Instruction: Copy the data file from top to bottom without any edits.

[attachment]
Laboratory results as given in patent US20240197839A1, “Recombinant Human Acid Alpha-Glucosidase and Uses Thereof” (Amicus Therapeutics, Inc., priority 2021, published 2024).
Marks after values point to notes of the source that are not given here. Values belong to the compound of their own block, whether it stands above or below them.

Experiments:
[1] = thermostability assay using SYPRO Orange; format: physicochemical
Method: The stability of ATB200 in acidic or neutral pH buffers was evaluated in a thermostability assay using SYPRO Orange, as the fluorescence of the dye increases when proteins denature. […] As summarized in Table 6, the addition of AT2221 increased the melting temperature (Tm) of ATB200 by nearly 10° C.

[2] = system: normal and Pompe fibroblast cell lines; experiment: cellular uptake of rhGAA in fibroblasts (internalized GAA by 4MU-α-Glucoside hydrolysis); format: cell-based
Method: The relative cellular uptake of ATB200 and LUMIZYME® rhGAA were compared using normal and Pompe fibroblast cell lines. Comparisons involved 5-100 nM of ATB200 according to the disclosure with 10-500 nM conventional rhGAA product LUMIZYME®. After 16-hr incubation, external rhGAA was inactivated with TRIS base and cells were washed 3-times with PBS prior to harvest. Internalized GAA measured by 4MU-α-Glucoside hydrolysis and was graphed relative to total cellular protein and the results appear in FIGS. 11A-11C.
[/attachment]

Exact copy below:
Laboratory results as given in patent US20240197839A1, “Recombinant Human Acid Alpha-Glucosidase and Uses Thereof” (Amicus Therapeutics, Inc., priority 2021, published 2024).
Marks after values point to notes of the source that are not given here. Values belong to the compound of their own block, whether it stands above or below them.

Experiments:
[1] = thermostability assay using SYPRO Orange; format: physicochemical
Method: The stability of ATB200 in acidic or neutral pH buffers was evaluated in a thermostability assay using SYPRO Orange, as the fluorescence of the dye increases when proteins denature. […] As summarized in Table 6, the addition of AT2221 increased the melting temperature (Tm) of ATB200 by nearly 10° C.

[2] = system: normal and Pompe fibroblast cell lines; experiment: cellular uptake of rhGAA in fibroblasts (internalized GAA by 4MU-α-Glucoside hydrolysis); format: cell-based
Method: The relative cellular uptake of ATB200 and LUMIZYME® rhGAA were compared using normal and Pompe fibroblast cell lines. Comparisons involved 5-100 nM of ATB200 according to the disclosure with 10-500 nM conventional rhGAA product LUMIZYME®. After 16-hr incubation, external rhGAA was inactivated with TRIS base and cells were washed 3-times with PBS prior to harvest. Internalized GAA measured by 4MU-α-Glucoside hydrolysis and was graphed relative to total cellular protein and the results appear in FIGS. 11A-11C.